Model United Nations Youth Simulation Brussels

RULES OF PROCEDURE
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#1: Courtesy Every delegate will be courteous and respectful to the Committee staff and to other delegates. The Chair will immediately call to order any delegate who does not abide by this rule. Any delegate who feels that he or she is not treated respectfully is encouraged to speak to the Chair, who will then take appropriate action.

#2: Roll call When all delegates have taken their seats, the Chair will call the session to order, at which point you can only speak by raising your placard and being recognized by the Chair. The first order of business is the Roll Call which consists of the Chair calling out all countries alphabetically at which point delegates state they are either “present” or “present and voting”. If a delegate states that he or she is present and voting, then they can not abstain.

#3: Quorum Quorum is the minimum number of delegates who need to be present in order to open debate. When at least half of the members of the Committee are present, quorum is met, and the Committee can be opened to proceed with debate. The Quorum will be assumed by the Chair, unless it is challenged by a member of the Committee.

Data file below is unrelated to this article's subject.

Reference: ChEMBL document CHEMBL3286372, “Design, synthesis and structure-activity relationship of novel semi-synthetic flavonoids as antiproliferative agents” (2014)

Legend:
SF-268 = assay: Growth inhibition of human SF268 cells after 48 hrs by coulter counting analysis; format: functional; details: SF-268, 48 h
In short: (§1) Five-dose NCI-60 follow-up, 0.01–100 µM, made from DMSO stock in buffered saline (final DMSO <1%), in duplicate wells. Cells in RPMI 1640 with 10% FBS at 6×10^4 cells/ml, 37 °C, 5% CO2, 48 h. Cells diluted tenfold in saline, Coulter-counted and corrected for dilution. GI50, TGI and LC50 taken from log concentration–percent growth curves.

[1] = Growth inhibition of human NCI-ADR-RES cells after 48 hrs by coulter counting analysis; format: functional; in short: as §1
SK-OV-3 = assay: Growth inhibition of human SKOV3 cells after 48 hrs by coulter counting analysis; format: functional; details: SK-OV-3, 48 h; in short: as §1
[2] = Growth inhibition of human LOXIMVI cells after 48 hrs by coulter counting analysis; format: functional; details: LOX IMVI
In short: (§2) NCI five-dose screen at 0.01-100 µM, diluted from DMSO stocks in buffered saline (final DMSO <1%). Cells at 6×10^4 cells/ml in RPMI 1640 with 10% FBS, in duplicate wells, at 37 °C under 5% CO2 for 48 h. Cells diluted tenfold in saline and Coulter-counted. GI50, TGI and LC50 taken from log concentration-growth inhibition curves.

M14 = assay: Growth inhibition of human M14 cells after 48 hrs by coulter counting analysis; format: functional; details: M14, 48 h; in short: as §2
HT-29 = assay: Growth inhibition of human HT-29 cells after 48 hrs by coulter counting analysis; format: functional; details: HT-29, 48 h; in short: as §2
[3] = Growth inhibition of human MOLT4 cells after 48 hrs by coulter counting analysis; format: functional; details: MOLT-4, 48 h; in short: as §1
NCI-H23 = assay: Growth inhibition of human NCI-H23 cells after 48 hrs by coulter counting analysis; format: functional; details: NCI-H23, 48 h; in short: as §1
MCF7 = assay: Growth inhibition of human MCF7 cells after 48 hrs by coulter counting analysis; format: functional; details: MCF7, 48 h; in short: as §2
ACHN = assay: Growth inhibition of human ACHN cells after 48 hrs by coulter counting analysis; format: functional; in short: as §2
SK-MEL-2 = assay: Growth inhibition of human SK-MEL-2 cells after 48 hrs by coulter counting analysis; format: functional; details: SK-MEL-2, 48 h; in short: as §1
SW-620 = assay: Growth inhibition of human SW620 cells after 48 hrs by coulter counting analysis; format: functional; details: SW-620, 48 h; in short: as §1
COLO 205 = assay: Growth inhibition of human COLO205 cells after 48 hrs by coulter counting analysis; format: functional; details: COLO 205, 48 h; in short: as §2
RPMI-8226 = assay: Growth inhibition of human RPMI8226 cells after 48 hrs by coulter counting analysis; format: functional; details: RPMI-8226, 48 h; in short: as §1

#4: Electronic Aids Delegates are allowed to use electronic devices. Delegates are strongly encouraged to bring a laptop and a USB stick for writing draft resolutions. #5: Absences If a delegate is not present during roll call, he or she is considered absent until a note is sent to the Chair.

#6: Speakers List The Committee session begins with the opening of a continuous Speakers List. This Speakers List will determine the order in which delegates will speak during general debate, and will be interrupted by motions (see further). All speeches must be made from the 3rd person perspective.

#7: Motion for Unmoderated Caucus An unmoderated caucus is a free-for-all discussion, with no rules or organisation. Formal rules and procedures are put on hold and delegates are free to do whatever they wish. An unmoderated caucus is an ideal opportunity for rapid discussion and resolution writing. The Motion for Unmoderated Caucus can be raised at any time when the floor is open. The delegate raising the

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motion must specify a time limit and a topic of discussion. The motion is then immediately put to a vote, and needs a simple majority to pass. In the case of multiple motions for unmoderated caucus being raised at the same time, the motions are ranked in descending order of length, and the Committee members will vote in that order. An unmoderated caucus can also be extended. Example: “The delegate of the Democratic People’s Republic of Korea would like to raise a motion for unmoderated caucus of 15 minutes to discuss the greatness of its supreme leader.”